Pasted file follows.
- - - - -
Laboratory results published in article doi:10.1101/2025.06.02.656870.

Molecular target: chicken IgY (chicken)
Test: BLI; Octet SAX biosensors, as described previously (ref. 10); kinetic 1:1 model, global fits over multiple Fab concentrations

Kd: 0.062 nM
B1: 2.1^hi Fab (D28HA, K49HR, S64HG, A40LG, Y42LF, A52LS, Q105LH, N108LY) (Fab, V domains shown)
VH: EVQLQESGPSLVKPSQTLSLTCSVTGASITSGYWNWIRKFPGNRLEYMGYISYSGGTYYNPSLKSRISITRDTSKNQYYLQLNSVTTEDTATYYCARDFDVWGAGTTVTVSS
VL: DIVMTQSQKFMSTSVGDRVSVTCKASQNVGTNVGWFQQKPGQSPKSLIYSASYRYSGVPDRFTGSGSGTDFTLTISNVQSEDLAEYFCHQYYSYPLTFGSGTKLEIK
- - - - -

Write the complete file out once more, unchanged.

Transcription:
Laboratory results published in article doi:10.1101/2025.06.02.656870.

Molecular target: chicken IgY (chicken)
Test: BLI; Octet SAX biosensors, as described previously (ref. 10); kinetic 1:1 model, global fits over multiple Fab concentrations

Kd: 0.062 nM
B1: 2.1^hi Fab (D28HA, K49HR, S64HG, A40LG, Y42LF, A52LS, Q105LH, N108LY) (Fab, V domains shown)
VH: EVQLQESGPSLVKPSQTLSLTCSVTGASITSGYWNWIRKFPGNRLEYMGYISYSGGTYYNPSLKSRISITRDTSKNQYYLQLNSVTTEDTATYYCARDFDVWGAGTTVTVSS
VL: DIVMTQSQKFMSTSVGDRVSVTCKASQNVGTNVGWFQQKPGQSPKSLIYSASYRYSGVPDRFTGSGSGTDFTLTISNVQSEDLAEYFCHQYYSYPLTFGSGTKLEIK